Extraction Poem #3

Upon a multicoloured band-aid
that is a like a magic carpet, we claim
the wound below is just an inferior landscape.


Still, in daily life, miners disappear into it.


There are an endless series of examples of failures to be wombs:


There is the anomaly of Plato’s cave
newly buttressed states of callousedness
and your teenage room where your apathy fed vicariously
on posters of music stars. You were a relative foetus.


If you were to bury your head in any real holes
and you were not a miner, it seems that hiding is not just
ostrich conformity, but is it a time for personal exploration?


There is a metallic mosquito that the military will mitigate
as a spy plane. It sees an implicit Braille and understatement
on the earth below. It’s blurry at times, as if we were cruising up
progress road to get to that illusory suburban utopia:


How the guerrilla battle with nature appears on the ground. . .


Yet, if there is nothing beyond material nature, to take
fossil fuels is like taking the soul, as if an old concept
that links us to time so beyond ourselves:
a magic trick of the things we do with smoke. . .


The mystic comes through its curtains seeking
a wishing well. . . Something etymological was to happen
there, like a benediction.


Yet, a vagueness sent smoke like exhausted poltergeist
soldiers. . . Instead, there is a place of extraction like Richard
the Third’s shadow if he were to work in the corporate world
and its towers were to have their by-product
of such glitter of winking windows.


Propaganda’s sponge brain might absorb
a “natural green” as if the metallic mosquito
were able to test by prodding parts of the brain.
And it would seem we could blame nature
and that the itch is what would explain
our treatment of these eradicated plains:


How distantly to say: scientific
curiosity scratches the surfaces. . .


Monuments of themselves: un-honoured places,
abandoned, these extraction sites. —Narratives of sci-fi
suggest of our space ship leaving the planet (in a passive
construction) that it seemed as if we were throwing
it away, avoiding our blames. A garbage of itself

is all these ‘monuments’ are,


But consequence, you will find history and

history knows this cannot be an age of naivety:

propaganda so diverse it accumulates hugely,

in this simulacra world: but may we bury

nihilism in a once oil-drowned ceremony of innocence?


Kristian Enright is a poet living in Winnipeg where he is also an educator, editor, emcee, and scholar.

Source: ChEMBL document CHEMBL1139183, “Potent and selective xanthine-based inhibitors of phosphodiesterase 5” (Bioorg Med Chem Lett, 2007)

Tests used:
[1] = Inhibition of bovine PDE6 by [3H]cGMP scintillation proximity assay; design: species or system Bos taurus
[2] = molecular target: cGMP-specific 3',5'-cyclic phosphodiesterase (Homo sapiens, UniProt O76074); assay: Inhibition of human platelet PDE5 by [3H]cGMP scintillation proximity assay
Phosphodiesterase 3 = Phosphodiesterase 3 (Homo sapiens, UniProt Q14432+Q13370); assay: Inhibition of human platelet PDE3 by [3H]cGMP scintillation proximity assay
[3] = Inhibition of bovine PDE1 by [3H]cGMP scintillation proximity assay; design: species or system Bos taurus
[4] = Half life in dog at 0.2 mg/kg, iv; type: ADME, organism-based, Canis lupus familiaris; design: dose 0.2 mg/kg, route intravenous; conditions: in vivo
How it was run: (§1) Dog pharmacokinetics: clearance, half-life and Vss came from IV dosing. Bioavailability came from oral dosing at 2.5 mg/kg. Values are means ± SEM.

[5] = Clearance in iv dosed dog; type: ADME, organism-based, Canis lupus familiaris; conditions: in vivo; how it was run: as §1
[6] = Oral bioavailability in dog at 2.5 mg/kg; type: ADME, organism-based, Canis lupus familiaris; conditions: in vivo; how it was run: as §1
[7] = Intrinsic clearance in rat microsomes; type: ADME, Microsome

Questions and Answers

1. As a published writer, what are your tips or words of motivation for the aspiring poet?

There is a great deal I could say, but I will paraphrase what my father told me, and that was to have faith in your passion to write and that if you stay committed, there is a book in you! Have faith in the process as well, as you do not need to begin with absolute profound genius, but just some hopeful scribbles. Find the desire to connect to the world when you are ready, but in the meantime excavate your thoughts and pay attention to yourself as you grow as an expanding consciousness that can also lean back into a critic’s position and see how the world comes together distantly. Know that so much lies ahead of you and that is a cause for celebration, but do not forget the preciousness of meditation, and that the teeming you feel of your life will one day be a long poem exploring memoir.

2. What inspired or motivated you to write this poem?

I find it important to write about difficult themes and to do so in challenging ways, and I was able to draw on some (however conscious or unconscious) past thinking about the subject of the Anthropocene, which subsumes a great deal, including of course, extraction, that I had not focused on that much prior. As someone who finds himself imagining to excess, the terrible reality of the climate crisis sets up a possible dialectic where sense can be made in ways that give me a better sense of equilibrium than I would have if I were fully avoiding it, while still knowing it in the back of my mind. Speaking of mind, the, at times, lost art of comparison is something that expands when it deals with something of great intensity, and that may have been what inspired me in another way.

This poem “Extraction Poem #3” originally appeared in Poetics and Extraction Spec. issue of Canadian Literature 251 (2022): 121-122.

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